The instillation seeks to educate; demonstrating the effects of climate change which scientists predict could see said ‘exotic’ plants grown in a UK climate from as early as 2050. According to Studio Weave, 'air quality levels could be five times worse in thirty years, leading to a 30% decrease in crop yields and record temperature increases' which would have catastrophic impacts on the natural world. As such, there is a bitter irony in this celebration of natural beauty and the harsh reality it personifies for those engaging with it.
As far as art instillations go, the Hothouse definitely succeeds in creating a poignant and conflicting message. What foodie wouldn’t love to harvest their own avocados and pick them fresh for breakfast… without having to run to Tesco and invasively prod a sad collection of unripe ones, flown across the globe three days prior? Alas, the sad reality we all need to be reminded of is that the increasing temperatures we may find seemingly attractive now, are not.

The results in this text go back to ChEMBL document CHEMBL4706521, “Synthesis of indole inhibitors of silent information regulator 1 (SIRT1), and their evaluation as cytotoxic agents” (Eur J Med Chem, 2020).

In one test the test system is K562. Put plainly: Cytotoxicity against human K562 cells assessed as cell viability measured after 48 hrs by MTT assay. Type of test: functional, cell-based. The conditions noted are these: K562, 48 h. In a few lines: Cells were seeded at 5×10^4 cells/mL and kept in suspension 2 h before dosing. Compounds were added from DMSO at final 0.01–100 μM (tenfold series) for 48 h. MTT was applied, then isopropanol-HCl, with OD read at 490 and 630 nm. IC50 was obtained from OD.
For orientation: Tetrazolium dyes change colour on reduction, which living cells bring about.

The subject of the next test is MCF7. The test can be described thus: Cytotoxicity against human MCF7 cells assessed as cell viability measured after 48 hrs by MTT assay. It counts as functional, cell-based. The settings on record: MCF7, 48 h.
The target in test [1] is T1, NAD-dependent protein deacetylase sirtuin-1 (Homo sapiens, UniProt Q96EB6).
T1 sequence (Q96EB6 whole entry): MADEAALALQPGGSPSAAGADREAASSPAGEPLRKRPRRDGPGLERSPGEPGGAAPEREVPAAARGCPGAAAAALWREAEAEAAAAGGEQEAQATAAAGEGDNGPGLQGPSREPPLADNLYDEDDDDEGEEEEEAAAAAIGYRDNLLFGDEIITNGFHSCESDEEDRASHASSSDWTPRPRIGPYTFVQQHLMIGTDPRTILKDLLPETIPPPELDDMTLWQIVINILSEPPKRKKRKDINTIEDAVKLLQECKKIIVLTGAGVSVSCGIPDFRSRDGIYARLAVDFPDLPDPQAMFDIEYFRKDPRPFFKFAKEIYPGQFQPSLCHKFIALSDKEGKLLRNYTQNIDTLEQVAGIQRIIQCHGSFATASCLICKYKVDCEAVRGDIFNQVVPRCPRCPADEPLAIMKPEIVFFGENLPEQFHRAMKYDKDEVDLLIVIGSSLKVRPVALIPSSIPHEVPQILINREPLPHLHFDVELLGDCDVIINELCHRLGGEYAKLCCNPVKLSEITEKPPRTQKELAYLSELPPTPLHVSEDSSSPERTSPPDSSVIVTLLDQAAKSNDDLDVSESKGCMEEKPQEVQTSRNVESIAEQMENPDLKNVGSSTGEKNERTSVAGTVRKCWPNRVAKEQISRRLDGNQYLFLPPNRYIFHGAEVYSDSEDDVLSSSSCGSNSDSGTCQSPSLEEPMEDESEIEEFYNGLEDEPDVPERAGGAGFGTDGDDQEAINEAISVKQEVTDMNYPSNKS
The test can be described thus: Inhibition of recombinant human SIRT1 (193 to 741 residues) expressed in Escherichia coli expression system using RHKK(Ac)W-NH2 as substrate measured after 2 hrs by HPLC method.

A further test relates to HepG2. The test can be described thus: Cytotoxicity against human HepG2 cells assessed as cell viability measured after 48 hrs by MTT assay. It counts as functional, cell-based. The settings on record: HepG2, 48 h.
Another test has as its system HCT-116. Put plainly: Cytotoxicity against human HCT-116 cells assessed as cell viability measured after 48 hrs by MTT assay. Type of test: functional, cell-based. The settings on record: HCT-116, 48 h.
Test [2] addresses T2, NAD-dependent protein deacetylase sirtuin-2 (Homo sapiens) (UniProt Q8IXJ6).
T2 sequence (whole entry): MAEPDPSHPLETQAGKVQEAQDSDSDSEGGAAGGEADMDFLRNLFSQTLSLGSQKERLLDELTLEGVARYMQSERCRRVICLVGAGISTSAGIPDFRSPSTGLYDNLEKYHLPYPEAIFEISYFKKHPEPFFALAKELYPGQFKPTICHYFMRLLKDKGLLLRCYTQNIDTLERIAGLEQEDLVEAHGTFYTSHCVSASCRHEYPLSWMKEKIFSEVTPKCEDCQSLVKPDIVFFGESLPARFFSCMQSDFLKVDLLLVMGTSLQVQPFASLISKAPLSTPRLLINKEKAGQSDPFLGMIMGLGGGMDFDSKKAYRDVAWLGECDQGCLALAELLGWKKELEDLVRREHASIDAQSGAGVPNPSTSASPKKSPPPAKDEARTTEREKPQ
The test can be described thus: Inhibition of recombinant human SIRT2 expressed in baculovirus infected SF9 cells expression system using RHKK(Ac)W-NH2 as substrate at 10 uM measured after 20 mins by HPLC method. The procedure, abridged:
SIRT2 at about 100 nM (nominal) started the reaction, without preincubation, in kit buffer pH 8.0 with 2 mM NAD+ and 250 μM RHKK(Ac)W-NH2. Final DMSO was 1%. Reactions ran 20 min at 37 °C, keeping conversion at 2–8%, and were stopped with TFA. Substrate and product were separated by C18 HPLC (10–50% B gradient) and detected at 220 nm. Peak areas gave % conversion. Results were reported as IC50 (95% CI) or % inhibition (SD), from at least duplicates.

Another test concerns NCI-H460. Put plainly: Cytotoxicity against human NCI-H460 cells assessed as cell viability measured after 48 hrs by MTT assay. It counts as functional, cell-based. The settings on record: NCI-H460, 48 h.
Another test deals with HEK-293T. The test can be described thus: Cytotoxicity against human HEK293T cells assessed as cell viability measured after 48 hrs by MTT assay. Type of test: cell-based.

Although, there is light at the end of this glass tunnel. Reminiscent of a Victorian glasshouse, the Hothouse sits in an area historically home to a 20 mile stretch of greenhouses, the Lee Valley Corridor, which grew ornamental produce in the 1930s such as grapes and foreign flowers. Conversely, the Lee Valley area now homes the 2012 Olympic Park. Surely there is a message in this principle alone, about our potential to develop and the adaptability of humankind? Studio Weave and Lendlease, who pioneered the instalment, want to reiterate this fact: in the face of climate change our ability and ingenuity is the greatest (and perhaps, only) source of ammunition. As such, their attempt to inspire people to do just that is not only creative but admirable too.
So, whether you take inspiration from inside the greenhouse or elsewhere, remember that the allure of a homegrown mango in the UK must remain a pure fantasy, that is, if you want to stick around to eat it.